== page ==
11 We would sincerely like to thank ILGA member organisations, activists and scholars who have contributed to and informed this edition of State-Sponsored Homophobia. The project could not have come to completion without the rigorous oversight of ILGA Director Renato Sabbadini, and coordination of ILGA s Communications Officer, Alessia Valenza. We are particularly grateful to the ongoing insights, generosity and advice from professor Kees Waaldijk of Leiden Law School who has provided us with so much this year and previously. We also wish to especially thank Hossein Alizadeh of ILGHRC for his clarifications and research on the Middle East and North Africa (MENA) region that he so kindly made available to us. Further we are very grateful to Professor Robert Wintemute for the research he allowed us to access, and to Professor Javaid Rehman of Warwick University for his inputs on Pakistan. We would also like to thank George Robotham for his incisive readings of various drafts of this text. We extend our great thanks to the individuals who wrote the excellent short essays for this edition (in order of appearance): André du Plessis, Fernando D Elio (with input by Neha Sood), Anneke Meerkotter (Africa), Douglas Sanders (Asia), Evelyne Paradis (Europe), Gabriel Alves de Faria (Latin America and the Caribbean), and Anna Brown (Oceania). Finally, we would like to acknowledge use of the extensive resources that ARC-international make available on their website (www. arc-international.net), and the excellent database and country information supplied by the NGO, UPR-info (see: Where readers have any additional information or further sources not recorded in this report, please contact ILGA at and we will gladly investigate. The report has been researched and written by Aengus Carroll and Lucas Paoli Itaborahy. It is the tenth updated version of the original report which was researched and compiled by Daniel Ottosson from 2006 until 2010, by Eddie Bruce-Jones and Lucas Paoli Itaborahy in 2011, by Lucas Paoli Itaborahy in 2012, and by Lucas and Jingshu Zhu in 2013 and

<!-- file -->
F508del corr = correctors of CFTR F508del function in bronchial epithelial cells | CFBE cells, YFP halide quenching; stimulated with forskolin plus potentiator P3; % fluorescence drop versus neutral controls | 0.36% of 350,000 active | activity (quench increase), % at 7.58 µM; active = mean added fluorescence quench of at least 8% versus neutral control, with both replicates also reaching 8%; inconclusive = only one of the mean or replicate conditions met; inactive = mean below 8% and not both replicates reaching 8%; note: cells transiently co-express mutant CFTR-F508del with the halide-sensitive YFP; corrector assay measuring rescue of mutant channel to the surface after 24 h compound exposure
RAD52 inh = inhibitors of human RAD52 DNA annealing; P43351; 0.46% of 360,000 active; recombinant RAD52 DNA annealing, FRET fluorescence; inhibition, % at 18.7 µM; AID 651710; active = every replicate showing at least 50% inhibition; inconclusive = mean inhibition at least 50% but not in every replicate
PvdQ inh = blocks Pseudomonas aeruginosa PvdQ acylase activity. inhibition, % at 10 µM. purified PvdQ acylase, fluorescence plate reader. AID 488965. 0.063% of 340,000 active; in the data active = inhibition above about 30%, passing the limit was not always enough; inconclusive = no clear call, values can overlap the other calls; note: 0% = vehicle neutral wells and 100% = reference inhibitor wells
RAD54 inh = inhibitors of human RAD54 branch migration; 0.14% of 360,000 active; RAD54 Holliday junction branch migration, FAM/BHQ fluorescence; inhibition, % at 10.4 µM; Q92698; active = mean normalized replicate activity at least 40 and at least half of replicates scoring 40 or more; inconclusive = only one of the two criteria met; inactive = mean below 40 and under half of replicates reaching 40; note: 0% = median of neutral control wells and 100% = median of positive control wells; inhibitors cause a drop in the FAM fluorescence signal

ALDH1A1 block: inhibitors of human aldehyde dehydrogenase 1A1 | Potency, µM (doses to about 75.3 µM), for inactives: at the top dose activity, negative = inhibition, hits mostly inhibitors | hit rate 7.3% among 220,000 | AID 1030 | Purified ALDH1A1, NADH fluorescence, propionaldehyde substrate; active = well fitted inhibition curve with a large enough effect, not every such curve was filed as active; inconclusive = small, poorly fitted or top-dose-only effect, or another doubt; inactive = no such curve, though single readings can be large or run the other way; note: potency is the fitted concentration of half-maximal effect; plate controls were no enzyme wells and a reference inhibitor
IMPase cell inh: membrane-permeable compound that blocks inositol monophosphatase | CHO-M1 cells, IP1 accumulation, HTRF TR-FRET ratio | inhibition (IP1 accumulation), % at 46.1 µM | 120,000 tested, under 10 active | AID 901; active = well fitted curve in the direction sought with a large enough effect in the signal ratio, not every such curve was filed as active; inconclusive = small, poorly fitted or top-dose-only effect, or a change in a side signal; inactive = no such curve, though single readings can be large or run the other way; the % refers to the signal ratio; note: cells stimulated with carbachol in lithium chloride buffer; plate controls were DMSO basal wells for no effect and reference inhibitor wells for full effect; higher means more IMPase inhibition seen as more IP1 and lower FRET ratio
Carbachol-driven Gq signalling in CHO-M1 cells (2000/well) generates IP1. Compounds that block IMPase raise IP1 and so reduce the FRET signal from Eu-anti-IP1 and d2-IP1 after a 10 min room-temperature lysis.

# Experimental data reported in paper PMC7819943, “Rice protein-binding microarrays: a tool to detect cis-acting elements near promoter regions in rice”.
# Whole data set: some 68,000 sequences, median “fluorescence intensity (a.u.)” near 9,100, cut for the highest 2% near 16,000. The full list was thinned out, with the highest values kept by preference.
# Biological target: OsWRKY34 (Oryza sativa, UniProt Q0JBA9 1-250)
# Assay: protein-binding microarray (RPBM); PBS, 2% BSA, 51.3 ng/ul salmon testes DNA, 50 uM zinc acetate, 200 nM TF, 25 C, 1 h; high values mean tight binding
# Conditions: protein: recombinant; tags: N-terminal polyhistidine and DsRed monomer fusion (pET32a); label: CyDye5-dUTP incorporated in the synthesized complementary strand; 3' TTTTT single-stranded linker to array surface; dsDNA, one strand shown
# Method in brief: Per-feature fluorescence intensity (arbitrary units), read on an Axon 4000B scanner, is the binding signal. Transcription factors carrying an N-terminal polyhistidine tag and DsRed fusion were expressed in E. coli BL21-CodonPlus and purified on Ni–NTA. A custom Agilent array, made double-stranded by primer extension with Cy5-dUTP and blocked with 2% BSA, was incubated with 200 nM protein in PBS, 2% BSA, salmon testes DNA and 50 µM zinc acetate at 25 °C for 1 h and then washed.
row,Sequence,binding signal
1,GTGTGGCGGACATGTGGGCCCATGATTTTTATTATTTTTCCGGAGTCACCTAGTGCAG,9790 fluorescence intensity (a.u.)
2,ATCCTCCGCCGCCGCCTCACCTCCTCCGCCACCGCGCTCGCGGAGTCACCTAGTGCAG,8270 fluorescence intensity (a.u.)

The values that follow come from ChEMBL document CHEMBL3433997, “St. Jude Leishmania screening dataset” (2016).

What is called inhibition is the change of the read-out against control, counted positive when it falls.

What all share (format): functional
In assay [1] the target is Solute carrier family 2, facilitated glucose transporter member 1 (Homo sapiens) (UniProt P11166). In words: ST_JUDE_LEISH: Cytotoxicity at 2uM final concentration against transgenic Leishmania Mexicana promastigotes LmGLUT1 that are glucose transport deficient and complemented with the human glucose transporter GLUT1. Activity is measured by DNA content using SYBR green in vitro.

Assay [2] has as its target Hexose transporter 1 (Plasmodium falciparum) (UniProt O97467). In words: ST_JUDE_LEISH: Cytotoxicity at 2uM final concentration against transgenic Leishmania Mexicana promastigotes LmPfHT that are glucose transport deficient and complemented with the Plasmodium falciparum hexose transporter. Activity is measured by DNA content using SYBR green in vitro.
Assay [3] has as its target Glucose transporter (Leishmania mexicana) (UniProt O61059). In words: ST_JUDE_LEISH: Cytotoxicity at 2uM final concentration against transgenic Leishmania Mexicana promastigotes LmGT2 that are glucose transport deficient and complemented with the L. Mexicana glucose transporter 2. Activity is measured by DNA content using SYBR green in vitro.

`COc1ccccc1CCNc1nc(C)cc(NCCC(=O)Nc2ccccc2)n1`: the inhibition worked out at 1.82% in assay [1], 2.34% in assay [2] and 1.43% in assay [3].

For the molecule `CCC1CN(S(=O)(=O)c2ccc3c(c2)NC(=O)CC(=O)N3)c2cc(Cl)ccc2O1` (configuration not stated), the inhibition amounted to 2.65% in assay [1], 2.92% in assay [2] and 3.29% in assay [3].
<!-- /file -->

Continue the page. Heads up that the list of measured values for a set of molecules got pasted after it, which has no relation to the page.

12 LGBTI Activity at the UN in Written by André du Plessis. 3 Looking back and looking forwards: what s been going on at the UN on SOGIE and intersex The question What s the UN doing on LGBTI rights? is a tricky one to answer simply because the simple acronym UN hides a huge, complicated and multi-faceted family of organisations and fora that operate on any number of issues. The General Assembly in New York is certainly the UN, but so is the World Health Organization s representation in Argentina or UNDP s country office in Bangladesh. As such, this short article offers a bird s eye overview of the central concerns for SOGIE and intersex issues at the UN over the past year. It s a good time to pause and take stock because 2014 was a big year for Sexual Orientation, Gender Identity, Gender Expression (SOGIE) and Intersex issues at the UN. And already 2015 is proving to be another milestone year. The big question is: how do we leverage this - the world s premier intergovernmental organisation - to make significant changes that will assist LGBTI persons the world over to live in the fullness of their human rights? SOGI Resolution Take Two After more than three years of waiting since the first Sexual Orientation and Gender Identity (SOGI) resolution at the UN Human Rights Council brought by South Africa in June 2011, there was finally a second resolution brought in September 2014 by Brazil, Chile, Colombia and Uruguay. 4 The statistics from the vote count are encouraging. The resolution passed with the support of States from all regions. It also did so this time with an absolute majority of the Council (the previous resolution passed because of government abstentions and absences). There was also a substantial increase in the margin of success. With 47 States able to vote, it went from a vote margin of 4 in 2011 to a margin of 11. We are seeing a change in governments views: The Philippines and Viet Nam were welcome new yes votes. Benin, Congo, Kazakhstan and Sierra Leone all abstained or were purposefully 3 ILGA s UN Programme and Advocacy Manager